new joy is the discovery of the power of keen observation, whether in a chemistry experiment, a geometric proof or in a preliminary
exercise for a writing assignment. For "WISH, WONDER and SURPRISE" ought to be inwardly experienced activities,
evoked by an active imagination through the means of written compositions, and the compositions that
most scientifically evoke the inner mood of wonder through an outwardly oriented scientific method are
based on exercises in observation."
Because we are using an outwardly oriented scientific method to help students get to the inwardly experienced activities of the soul moods,
the Montessori material comes in handy here. My notes reflect my use of the Montessori materials which I already own.
I am going ahead with calling it the Imaginary Island Project, although she argues on page 23 that "Creative Writing" is a possibility for this
block. She is firm that it should not be called "Wish, Wonder and Surprise" to the children.
Activity #1 - Our new poem (the Wordsworth one), listening to John Masefield's poem "Cargoes," and then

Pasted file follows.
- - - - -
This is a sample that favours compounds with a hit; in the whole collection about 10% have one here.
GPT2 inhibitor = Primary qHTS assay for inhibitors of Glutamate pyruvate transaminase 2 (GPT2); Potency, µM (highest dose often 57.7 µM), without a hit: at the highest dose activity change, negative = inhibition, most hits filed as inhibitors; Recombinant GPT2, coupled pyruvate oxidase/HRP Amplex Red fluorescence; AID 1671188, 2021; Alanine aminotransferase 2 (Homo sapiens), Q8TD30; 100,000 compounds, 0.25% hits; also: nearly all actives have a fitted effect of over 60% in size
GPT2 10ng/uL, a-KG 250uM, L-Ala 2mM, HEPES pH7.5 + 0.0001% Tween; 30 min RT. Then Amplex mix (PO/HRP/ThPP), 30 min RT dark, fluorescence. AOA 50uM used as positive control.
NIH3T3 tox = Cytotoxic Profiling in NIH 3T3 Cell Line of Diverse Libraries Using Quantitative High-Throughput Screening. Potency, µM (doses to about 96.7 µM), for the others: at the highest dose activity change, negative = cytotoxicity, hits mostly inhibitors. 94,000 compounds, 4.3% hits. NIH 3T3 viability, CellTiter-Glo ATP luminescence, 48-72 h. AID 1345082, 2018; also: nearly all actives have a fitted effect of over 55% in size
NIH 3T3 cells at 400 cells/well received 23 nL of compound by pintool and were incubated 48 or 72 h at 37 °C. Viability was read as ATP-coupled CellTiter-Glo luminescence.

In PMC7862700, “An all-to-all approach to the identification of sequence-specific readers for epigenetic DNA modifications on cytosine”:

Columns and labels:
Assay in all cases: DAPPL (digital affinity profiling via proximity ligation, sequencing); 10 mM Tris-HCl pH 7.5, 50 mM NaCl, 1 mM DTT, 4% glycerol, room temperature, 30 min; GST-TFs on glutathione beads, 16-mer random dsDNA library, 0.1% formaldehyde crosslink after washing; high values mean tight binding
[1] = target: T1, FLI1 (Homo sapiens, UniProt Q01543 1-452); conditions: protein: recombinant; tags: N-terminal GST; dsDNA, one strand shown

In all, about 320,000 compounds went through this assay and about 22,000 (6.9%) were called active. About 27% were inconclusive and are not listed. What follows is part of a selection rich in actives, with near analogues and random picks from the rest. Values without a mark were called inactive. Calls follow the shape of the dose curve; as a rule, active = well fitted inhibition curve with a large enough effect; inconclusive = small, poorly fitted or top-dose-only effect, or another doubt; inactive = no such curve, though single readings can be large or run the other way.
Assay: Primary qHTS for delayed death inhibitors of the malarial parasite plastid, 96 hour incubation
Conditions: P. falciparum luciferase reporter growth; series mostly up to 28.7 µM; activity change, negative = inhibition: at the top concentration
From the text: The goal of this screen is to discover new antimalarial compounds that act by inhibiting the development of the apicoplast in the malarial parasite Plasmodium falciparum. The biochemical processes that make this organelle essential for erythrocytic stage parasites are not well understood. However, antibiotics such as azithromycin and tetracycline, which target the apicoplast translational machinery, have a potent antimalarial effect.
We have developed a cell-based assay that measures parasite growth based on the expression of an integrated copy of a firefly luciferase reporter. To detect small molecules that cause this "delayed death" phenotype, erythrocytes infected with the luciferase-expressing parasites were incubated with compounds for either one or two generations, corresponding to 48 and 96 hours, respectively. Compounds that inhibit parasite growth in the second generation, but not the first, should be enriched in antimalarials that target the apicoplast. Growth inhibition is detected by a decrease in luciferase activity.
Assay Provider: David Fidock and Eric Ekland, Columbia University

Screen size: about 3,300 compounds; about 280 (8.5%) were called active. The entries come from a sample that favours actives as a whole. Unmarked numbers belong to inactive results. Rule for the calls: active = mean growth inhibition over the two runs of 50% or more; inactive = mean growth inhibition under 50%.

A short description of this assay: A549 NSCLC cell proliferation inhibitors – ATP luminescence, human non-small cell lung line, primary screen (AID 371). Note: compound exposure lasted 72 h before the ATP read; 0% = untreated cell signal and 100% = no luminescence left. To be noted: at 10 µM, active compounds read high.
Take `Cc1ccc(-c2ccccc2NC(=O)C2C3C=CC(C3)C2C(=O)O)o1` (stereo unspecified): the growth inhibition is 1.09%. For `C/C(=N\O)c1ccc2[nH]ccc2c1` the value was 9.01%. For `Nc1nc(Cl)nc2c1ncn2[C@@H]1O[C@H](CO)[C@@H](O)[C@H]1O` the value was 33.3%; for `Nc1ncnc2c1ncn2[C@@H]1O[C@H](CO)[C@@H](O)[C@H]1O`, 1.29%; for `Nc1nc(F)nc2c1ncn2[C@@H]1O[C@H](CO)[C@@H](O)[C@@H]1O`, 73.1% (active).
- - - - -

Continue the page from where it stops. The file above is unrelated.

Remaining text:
I really like starting this block with Dorit Winter's lesson on describing natural objects (pp.24-25)
Activity #2 - As she writes in the remainder of Chapter Two, "You cannot spend the entire main lesson writing" and "This raises the
frequently-asked question of what to do during the rest of the main lesson, when the children are not writing." She even says on page 26, "Some teachers
have found it practical to work on a play, or even on something more remote, like arithmetic,
during the time when the children are not writing or working on their main lesson books."
My plan is
to use the remainder of this time by allowing students to create their own individual imaginary worlds, starting with reviewing the nomenclature for landforms
and water features, then combining
landforms and water features of their choice in a unique way to create the geography of their island.
Mandala Classroom Resources:
Land and Water Forms: Set of 38 - $49.00
Activity #3 -
Dorit Winter, p.27, suggestion on a field trip to the park
we did this at Dayempur Farm, where we spend every Wednesday